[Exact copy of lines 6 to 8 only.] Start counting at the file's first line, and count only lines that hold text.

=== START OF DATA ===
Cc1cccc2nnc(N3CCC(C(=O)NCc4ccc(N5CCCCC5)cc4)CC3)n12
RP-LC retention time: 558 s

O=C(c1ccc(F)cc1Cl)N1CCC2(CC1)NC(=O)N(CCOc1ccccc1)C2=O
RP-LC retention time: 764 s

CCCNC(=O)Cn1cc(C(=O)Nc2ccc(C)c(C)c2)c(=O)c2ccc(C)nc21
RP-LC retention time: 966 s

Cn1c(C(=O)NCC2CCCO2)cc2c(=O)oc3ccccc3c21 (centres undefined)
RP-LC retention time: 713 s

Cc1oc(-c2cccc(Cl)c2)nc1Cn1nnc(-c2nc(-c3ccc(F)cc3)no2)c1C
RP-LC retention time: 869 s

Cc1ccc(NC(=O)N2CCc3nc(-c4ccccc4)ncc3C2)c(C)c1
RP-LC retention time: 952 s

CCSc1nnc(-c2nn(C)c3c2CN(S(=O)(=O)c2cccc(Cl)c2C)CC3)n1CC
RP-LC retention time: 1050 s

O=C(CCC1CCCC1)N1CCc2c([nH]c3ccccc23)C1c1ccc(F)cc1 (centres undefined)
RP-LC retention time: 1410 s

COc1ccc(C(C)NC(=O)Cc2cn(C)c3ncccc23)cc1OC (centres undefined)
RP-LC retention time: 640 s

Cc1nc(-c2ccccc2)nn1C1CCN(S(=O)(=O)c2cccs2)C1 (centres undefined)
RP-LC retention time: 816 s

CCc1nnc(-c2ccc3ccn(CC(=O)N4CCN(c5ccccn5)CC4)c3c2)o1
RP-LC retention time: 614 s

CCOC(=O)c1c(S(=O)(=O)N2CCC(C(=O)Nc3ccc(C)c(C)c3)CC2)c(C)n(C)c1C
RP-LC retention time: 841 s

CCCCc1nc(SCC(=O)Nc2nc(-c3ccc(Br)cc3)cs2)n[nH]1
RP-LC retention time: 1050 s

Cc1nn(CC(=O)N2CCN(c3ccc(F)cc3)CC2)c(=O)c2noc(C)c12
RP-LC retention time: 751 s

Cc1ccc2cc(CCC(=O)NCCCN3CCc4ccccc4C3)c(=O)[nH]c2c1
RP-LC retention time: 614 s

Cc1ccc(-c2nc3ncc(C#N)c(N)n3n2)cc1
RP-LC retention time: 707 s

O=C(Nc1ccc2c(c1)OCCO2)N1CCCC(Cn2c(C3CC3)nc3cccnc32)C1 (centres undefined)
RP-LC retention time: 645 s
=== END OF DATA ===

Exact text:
RP-LC retention time: 966 s

Cn1c(C(=O)NCC2CCCO2)cc2c(=O)oc3ccccc3c21 (centres undefined)
RP-LC retention time: 713 s